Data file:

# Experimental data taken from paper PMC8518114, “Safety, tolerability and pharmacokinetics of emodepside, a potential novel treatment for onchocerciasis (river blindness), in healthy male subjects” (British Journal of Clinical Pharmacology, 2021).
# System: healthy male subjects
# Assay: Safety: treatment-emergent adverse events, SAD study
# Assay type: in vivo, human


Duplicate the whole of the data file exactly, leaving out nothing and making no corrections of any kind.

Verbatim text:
# Experimental data taken from paper PMC8518114, “Safety, tolerability and pharmacokinetics of emodepside, a potential novel treatment for onchocerciasis (river blindness), in healthy male subjects” (British Journal of Clinical Pharmacology, 2021).
# System: healthy male subjects
# Assay: Safety: treatment-emergent adverse events, SAD study
# Assay type: in vivo, human